Generation of telecom-band polarization entangled photon pairs
using spontaneous four-wave mixing in dispersion-shifted fiber
Optical Science Laboratory
Generation of entangled photon pairs in the 1.5μm band is one of the important technological challenges for realizing quantum communication over optical fiber networks. We have succeeded in generating polarization entangled photons in the wavelength band, by using spontaneous four-wave mixing (SFWM) in a loop formed with a polarization beamsplitter (PBS) and a dispersion-shifted fiber (DSF).
Fig. 1 shows the configuration. A pump pulse with a 45°linear polarization is input into the loop. The PBS divides the pump into horizontal (H) and vertical (V) polarization components. The H and V components generate signal-idler photon pairs| H >s|H >i 、and | V >s|V >i through a SFWM process while propagating in the loop in the counter-clockwise and clockwise directions, respectively. These two product states are superposed at the PBS output, the pump is then suppressed, and a polarization entangled state（| H >s|H >i 、+ | V >s|V >i ）/√2is obtained. The loop configuration makes it possible to stabilize the relative phase between two product states without any feedback control, and so our system is both simple and stable.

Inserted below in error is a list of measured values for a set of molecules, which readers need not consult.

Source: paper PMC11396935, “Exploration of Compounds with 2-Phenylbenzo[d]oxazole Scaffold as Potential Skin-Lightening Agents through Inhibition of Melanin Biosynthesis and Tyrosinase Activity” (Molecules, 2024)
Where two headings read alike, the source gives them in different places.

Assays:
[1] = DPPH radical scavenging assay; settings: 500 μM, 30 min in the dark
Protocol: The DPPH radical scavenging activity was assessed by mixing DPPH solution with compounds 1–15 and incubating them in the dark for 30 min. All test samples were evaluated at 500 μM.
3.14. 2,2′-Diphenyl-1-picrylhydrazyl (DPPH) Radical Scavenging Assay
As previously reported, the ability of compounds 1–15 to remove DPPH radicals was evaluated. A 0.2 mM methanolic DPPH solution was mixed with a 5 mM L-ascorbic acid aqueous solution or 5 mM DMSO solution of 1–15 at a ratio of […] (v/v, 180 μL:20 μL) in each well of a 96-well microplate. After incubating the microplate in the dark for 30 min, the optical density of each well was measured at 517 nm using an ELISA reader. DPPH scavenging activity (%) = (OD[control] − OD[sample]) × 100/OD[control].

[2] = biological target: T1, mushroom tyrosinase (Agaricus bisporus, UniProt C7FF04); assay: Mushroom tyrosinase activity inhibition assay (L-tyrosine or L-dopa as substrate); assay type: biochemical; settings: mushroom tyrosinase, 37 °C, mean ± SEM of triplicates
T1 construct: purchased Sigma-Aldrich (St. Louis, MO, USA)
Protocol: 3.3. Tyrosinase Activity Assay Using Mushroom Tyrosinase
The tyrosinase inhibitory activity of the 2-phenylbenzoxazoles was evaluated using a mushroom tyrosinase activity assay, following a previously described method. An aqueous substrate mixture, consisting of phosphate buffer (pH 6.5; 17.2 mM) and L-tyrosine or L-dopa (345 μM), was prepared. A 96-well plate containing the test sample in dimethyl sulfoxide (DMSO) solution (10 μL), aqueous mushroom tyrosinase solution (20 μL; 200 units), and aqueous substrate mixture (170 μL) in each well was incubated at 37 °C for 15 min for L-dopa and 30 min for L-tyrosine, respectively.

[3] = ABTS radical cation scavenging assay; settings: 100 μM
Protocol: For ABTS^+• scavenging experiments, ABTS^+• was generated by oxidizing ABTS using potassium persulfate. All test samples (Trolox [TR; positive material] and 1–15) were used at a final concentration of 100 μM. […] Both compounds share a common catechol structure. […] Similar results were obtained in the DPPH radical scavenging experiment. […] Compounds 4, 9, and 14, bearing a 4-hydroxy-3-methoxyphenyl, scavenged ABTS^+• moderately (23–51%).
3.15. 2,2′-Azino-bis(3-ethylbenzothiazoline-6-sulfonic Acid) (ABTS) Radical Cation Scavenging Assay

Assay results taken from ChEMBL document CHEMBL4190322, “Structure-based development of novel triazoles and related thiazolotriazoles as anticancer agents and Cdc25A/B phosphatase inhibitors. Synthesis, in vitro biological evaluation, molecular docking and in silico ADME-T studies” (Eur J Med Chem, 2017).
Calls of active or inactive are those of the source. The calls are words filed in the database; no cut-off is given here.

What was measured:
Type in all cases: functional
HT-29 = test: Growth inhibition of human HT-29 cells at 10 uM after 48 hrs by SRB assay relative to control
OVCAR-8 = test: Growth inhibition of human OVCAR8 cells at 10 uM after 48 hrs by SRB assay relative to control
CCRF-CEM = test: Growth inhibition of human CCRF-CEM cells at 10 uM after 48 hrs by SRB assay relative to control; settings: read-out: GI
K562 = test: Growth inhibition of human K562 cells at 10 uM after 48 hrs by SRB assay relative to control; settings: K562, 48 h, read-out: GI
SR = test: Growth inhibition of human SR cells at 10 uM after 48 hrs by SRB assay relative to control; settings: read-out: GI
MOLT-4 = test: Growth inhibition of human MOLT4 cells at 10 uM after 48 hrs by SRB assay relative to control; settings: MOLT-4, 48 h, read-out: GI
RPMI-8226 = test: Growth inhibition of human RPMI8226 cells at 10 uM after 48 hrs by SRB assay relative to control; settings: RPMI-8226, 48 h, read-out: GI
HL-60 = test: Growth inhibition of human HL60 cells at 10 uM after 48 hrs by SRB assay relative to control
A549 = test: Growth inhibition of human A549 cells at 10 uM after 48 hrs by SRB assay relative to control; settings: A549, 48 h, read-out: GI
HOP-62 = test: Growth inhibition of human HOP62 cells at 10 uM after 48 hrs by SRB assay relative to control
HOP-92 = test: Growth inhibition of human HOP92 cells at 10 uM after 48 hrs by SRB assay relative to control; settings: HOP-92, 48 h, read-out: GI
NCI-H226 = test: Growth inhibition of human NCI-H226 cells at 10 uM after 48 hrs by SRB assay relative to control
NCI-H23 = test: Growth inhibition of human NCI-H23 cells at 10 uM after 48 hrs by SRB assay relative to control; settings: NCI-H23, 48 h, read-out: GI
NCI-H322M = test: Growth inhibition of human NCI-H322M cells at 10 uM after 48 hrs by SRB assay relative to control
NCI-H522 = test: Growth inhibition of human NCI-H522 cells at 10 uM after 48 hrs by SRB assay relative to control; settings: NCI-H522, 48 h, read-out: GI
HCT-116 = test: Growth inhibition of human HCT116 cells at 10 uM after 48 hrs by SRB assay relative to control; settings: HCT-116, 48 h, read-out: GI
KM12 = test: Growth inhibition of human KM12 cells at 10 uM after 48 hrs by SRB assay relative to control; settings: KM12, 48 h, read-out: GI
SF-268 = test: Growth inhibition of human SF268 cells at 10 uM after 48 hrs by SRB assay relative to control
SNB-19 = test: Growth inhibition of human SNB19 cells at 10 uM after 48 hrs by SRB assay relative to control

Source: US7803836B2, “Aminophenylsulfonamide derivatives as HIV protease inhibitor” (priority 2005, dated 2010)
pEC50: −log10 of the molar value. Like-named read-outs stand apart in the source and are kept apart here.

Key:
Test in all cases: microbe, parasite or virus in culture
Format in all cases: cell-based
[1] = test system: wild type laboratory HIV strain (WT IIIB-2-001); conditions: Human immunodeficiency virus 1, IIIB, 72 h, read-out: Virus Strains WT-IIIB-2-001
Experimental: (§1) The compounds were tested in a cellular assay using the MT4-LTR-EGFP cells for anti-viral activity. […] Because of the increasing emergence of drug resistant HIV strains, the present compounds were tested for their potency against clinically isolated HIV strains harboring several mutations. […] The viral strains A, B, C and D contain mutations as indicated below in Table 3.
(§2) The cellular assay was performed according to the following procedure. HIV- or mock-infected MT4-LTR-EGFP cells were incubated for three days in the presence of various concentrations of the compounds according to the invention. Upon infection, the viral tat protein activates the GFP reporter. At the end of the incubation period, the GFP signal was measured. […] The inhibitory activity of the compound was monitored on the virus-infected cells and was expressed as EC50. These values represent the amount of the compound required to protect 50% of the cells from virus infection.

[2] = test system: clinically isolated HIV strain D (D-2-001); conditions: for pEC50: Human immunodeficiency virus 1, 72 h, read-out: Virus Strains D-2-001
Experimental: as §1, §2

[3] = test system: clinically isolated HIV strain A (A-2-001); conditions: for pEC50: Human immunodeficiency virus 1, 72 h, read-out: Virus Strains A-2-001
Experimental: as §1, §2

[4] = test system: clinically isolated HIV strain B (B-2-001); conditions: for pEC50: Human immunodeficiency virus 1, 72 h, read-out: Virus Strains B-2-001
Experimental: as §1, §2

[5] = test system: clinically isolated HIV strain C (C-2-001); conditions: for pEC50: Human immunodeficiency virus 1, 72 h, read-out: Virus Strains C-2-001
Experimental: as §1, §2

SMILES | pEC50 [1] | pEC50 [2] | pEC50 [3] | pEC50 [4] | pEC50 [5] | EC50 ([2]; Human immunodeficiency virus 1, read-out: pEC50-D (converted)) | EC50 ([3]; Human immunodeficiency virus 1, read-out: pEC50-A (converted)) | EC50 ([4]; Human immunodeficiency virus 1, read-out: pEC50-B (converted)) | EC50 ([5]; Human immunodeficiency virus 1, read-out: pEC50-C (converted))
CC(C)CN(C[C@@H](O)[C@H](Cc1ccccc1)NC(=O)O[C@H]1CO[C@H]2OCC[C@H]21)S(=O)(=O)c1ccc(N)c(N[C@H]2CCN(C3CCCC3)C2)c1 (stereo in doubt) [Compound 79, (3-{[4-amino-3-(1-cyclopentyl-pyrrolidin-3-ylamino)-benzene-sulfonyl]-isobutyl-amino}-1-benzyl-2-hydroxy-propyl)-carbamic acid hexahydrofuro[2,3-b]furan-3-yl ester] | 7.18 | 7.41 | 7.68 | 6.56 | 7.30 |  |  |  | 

We confirmed the feasibility of our method experimentally. We used fiber-Bragg gratings (FBG), an arrayed waveguide grating (AWG) and bandpass filters (BPF) to suppress the pump and separate the signal and idler photons. The signal and idler photons were polarization-controlled and input into polarizers, and detected using avalanche photo diodes (APD). We undertook two-photon interference experiments, and obtained coincidence fringes with >90 % visibilities, which is shown in Fig. 2. We then observed a violation of Bell's inequality by seven standard deviations. We also confirmed the preservation of the quantum correlation between the photons even after they had been separated by 20 km optical fiber.
This result is an important step toward highly sophisticated quantum communication networks over optical fiber.
 H. Takesue and K. Inoue, Phys. Rev. A, 70, 031802(R) (2004).
Fig. 1. Configuration Fig. 2. Coincidence fringes
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